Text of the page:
Dylan Livingston is the founder and initiator of the Alliance for Longevity Initiatives, a 501c4 organization advocating for the longevity industry. Adam Bramwell – former Chief of Staff for US Senator Chris Coons – has decades of experience working with the US Senate. Senator Coons is a senator from Delaware, a state with a large pharmaceutical presence. Adam’s experiences and connections with pharmaceutical and elder care industries give him a solid background for entering the longevity space. Most of the below responses are from Adam. The first four questions are from Dylan, with the remaining questions fielded from the Foresight biotech group.
Alliance for Longevity Initiatives Q&A Session
Is there an example of your time on the hill on how political action has helped advance other revolutionary fields of technology, such as nanotechnology? What can the longevity industry learn from these examples?
A fortune 10 CEO visited Senator Coons and asked – what do these government lobbyists do? For two hours they discussed the role of lobbyists. Lobbyists protect, advance, and inform. They spot opportunities for issues to insert itself in the process and advance specific interests in the legislative process. Lobbyists also protect a business or brand from threats. Everyone hates to pay car insurance – sometimes these costs are called void dollars – but it must be done. Lobbyists also inform to increase the profile of an interest. It boils down to message. The secret formula is jobs and economics. Lead the conversation with jobs and economics. It’s also important to align with the public good. Longevity has an easy time here – healthy aging, living a long time in good health. A third layer is to align with a members priorities. You can whisper in the ear to any politician but it has to align with their priorities or you will be ignored.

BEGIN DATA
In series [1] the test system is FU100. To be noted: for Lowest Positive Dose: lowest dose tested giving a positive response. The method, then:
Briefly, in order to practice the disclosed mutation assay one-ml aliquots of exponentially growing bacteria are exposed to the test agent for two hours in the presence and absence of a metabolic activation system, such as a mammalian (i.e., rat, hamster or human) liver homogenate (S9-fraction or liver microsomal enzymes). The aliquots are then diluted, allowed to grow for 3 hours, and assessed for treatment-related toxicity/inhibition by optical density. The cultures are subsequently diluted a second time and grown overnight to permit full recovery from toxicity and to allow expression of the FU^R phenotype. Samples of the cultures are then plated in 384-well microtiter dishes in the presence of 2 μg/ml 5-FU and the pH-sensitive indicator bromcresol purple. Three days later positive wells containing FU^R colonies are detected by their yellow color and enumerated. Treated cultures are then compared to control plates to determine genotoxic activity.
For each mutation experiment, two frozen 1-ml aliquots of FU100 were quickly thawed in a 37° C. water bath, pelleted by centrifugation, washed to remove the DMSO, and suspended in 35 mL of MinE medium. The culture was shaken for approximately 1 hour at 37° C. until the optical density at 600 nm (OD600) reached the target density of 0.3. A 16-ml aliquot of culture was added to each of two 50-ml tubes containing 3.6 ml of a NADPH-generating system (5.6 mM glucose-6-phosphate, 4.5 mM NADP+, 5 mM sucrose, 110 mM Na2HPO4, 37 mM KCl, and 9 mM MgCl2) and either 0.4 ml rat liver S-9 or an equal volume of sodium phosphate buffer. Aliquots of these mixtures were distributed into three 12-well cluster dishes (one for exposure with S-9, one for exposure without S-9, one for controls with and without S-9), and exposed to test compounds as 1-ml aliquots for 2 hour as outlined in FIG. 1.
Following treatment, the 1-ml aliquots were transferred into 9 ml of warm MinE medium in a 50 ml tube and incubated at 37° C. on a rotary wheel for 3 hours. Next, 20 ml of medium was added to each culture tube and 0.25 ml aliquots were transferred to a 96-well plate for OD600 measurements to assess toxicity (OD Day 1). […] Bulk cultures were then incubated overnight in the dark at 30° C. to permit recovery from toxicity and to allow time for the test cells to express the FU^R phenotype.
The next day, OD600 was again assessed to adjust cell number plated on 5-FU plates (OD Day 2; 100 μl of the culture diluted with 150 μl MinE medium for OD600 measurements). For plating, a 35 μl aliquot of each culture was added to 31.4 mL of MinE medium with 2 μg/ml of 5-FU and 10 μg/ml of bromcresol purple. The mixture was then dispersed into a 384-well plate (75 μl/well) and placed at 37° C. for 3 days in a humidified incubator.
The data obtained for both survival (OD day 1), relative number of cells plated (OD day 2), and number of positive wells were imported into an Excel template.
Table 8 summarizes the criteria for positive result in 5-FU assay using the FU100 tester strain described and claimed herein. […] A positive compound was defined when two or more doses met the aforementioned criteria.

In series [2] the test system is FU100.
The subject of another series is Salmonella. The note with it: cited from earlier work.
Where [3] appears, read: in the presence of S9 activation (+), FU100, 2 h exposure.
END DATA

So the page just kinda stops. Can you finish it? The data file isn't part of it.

Dylan was terrific at the previous webinar with Congressman Gingrich and Congressman Israel, where a fiscal and moral obligation of healthy aging was brought up. Any government lobbying effort must also be easy to understand.
What are the odds of getting something done in regards to longevity in Washington right now? What is the current situation in Washington? More specifically, how would longevity fare as a topic in the halls of congress today as compared to 10 years ago?